Oh yes, "surplus people." No verbs, because the older versions, "eliminate the unfit," "exterminate the brutes," and "cleanse the race" are too obviously horrific and too associated with the eugenics as practised in nazi germany and much of north america on Indigenous peoples, African North Americans, and anyone perceived as less intelligent. We are a bit too relaxed about the "surplus people" monicker, perhaps because the term "surplus" turns up in military terms so often, and in that case surplus military equipment does indeed sound like a good thing. Surplus equipment is unneeded, and at first glance it seems like if the military equipment is surplus, that must mean there is less for the military to do. Which should be good all around. Unfortunately, that is not the way military surplussing works. But the key point about surplus is that whatever – and whomever – is supposed to be surplus, is unneeded.

Hence under conditions that look likely to upturn the system that helps them keep exploiting, so-called "elites" and those who identify with them begin invoking the spectre of surplus people. They begin pointing again and again at the "unindustrialized" nations where birth rates are just too high, because according to them those populations are mostly poor because they have too many children and obviously have no ability to plan responsibly for the future, or they'd stop having children. These arguments aren't new, it is easy to look them up in english. Start with the execrable Thomas Malthus, who was in no way an outlier in his day and whose arguments were not controversial. If you'd prefer recognized fiction, there is a famous little book by Charles Dickens called A Christmas Carol that summarizes the arguments in the first few chapters via the character of Ebenezer Scrooge. To the people who raise these pseudo-arguments, it must seem like they win no matter what. If social policy and people generally start seriously implementing their ideas, pretty soon the poor everywhere are scapegoated for whatever is going wrong, and just about any treatment to force them into line can be justified. Except anything that might enable those poor people to actually resist being forced into line.

I find it grimly fascinating how many people refuse to overtly unpack the question of, if some people are supposedly surplus, what are they supposed to be surplus to? We have practical evidence at hand that shows "surplus" people do not explain the presence of unemployment or starvation. Almost every instance of famine that we can find solid information about in the "modern" world has been shown to be a product of policy and maldistribution, not literal lack of food. Further back than that it gets more complicated because the capacity for specific groups to monopolize enough force and control enough distribution to have similar impacts was not as common. "Surplus" always seems to come down to, too many people of a certain kind for our way of life to continue in the way to which we have become accustomed, for various definitions of "our."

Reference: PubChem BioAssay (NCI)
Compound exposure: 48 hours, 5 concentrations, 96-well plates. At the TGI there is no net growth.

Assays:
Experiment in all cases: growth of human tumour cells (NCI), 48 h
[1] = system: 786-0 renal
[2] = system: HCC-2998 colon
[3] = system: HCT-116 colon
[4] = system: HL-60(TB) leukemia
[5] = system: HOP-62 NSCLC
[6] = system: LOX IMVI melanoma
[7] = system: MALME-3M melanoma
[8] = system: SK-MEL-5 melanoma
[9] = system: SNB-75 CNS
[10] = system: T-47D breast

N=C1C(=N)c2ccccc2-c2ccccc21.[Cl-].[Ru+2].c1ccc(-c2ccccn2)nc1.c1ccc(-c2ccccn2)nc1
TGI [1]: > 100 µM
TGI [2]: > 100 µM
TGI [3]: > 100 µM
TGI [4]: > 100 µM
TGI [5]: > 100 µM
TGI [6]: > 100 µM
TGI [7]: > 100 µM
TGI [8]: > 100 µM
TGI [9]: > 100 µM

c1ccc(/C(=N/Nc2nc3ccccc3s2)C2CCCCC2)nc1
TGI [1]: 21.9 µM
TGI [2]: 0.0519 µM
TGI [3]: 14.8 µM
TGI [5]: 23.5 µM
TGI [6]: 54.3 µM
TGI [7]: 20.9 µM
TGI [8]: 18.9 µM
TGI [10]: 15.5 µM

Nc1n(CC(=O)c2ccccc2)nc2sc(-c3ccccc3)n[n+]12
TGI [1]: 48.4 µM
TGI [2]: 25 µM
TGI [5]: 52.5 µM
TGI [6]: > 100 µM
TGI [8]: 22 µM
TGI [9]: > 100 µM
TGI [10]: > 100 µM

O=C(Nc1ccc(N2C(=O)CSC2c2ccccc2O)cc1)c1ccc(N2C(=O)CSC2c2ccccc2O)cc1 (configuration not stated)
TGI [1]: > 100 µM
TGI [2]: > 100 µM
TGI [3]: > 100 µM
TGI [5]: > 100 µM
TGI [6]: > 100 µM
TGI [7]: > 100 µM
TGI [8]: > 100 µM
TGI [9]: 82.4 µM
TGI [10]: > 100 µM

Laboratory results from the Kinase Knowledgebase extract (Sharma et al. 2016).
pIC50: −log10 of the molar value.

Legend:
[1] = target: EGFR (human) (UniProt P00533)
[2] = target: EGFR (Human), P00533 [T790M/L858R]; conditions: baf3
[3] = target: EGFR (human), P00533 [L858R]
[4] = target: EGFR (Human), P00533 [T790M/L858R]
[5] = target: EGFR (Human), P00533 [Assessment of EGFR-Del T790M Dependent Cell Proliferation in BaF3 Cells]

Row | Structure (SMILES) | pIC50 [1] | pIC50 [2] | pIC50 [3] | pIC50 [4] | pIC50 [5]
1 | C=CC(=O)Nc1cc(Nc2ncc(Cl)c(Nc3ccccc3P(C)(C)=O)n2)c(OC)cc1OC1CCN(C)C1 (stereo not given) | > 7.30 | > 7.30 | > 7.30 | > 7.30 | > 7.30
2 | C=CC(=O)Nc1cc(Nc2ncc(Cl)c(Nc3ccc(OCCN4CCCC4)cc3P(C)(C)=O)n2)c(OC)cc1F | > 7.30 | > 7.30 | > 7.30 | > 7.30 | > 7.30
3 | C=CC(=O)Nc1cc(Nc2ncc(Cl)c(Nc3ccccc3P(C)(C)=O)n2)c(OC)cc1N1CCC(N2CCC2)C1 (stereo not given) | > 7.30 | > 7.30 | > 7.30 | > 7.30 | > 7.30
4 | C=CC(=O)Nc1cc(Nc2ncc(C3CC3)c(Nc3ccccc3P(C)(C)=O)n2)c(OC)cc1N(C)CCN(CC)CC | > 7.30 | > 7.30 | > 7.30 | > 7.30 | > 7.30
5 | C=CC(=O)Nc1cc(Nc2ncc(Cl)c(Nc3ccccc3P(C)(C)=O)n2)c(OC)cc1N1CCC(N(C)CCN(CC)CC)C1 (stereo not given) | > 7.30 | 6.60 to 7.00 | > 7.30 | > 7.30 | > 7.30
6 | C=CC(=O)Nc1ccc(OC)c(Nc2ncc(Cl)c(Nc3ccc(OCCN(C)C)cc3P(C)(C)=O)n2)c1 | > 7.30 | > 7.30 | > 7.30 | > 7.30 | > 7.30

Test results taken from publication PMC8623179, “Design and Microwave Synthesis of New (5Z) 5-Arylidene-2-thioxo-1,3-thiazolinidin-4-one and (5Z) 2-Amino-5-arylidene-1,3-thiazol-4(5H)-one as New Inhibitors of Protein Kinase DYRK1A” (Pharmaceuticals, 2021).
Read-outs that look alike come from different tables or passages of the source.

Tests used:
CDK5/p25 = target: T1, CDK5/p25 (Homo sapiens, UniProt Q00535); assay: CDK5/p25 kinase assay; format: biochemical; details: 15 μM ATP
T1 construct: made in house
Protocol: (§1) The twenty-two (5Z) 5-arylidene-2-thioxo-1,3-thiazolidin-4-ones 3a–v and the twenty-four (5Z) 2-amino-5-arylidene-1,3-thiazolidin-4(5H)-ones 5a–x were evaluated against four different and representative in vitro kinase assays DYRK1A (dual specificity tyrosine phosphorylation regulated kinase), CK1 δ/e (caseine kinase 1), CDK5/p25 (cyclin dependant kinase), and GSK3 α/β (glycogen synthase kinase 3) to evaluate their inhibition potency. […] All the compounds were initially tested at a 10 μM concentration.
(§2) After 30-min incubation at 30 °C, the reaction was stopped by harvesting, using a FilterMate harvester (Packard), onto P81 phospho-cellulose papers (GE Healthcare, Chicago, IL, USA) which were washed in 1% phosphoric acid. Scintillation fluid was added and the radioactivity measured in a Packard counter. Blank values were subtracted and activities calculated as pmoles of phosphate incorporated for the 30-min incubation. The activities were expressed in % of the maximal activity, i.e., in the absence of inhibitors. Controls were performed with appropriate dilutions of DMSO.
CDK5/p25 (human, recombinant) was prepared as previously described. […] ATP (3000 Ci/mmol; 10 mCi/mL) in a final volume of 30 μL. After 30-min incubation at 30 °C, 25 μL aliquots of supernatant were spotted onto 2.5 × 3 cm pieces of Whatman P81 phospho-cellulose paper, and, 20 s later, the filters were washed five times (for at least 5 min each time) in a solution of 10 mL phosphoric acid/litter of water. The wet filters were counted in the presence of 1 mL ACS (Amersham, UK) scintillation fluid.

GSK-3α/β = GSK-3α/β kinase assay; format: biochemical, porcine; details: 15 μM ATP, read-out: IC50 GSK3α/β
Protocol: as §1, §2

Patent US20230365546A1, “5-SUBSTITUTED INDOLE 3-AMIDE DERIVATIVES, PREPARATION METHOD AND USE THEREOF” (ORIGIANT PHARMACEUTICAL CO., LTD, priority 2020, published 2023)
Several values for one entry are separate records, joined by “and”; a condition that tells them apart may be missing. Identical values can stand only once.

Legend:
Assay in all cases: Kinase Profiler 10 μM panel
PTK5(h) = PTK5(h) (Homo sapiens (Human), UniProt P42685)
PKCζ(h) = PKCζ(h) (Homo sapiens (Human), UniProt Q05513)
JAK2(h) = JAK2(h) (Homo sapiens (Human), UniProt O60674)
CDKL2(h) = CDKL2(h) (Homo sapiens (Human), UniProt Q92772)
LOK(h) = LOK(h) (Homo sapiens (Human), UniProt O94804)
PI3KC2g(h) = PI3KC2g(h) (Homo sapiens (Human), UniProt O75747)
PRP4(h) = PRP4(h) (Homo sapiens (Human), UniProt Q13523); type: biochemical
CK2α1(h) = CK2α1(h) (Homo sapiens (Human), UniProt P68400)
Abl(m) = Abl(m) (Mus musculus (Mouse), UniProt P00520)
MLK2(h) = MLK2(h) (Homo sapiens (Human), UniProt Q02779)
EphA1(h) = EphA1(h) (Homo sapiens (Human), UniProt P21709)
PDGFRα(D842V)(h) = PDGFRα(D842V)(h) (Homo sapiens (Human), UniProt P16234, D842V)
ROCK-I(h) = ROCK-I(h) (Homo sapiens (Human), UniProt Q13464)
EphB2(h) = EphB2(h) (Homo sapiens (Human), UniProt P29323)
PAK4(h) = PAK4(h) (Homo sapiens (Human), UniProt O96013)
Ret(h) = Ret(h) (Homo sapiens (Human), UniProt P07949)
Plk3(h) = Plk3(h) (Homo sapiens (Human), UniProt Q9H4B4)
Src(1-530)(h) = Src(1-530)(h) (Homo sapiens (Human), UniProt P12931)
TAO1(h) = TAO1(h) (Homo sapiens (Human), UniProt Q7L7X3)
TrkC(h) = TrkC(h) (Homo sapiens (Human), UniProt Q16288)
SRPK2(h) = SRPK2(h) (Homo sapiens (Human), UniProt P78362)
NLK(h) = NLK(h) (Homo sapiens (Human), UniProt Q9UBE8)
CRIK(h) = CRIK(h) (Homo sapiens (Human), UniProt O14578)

All of which is not to say that the number of people on Earth should expand without limit. For one thing, that is obviously impossible just based on practical, day to day facts and simple physics. I don't agree with anyone who claims that "the poor," especially in "undeveloped" or "under-developed" countries are multiplying irresponsibly or without any thought for the future. They are doing the best that they can under terrible conditions, especially the women who actually give birth to the children and get saddled with primary responsibility for the children's health and well-being with little or no help, no matter what the circumstances under which those children were conceived and born. There is a whole lot of hypocrisy out there, among the men who insist women should not be allowed to prevent conception or abort, but who then cry and moan about how terrible it is that there are "surplus people" and children living in terrible conditions. It doesn't matter to those men at all, so long as there are more children, because it is about their perceived control over life itself, which they expect will never impact upon their own creature comforts and social position. So seriously, watch out for the "surplus people" card. It reveals more than it conceals, and we need to look straight at it.

Copyright © C. Osborne 2020
Last Modified: Monday, May 29, 2017 2:03:23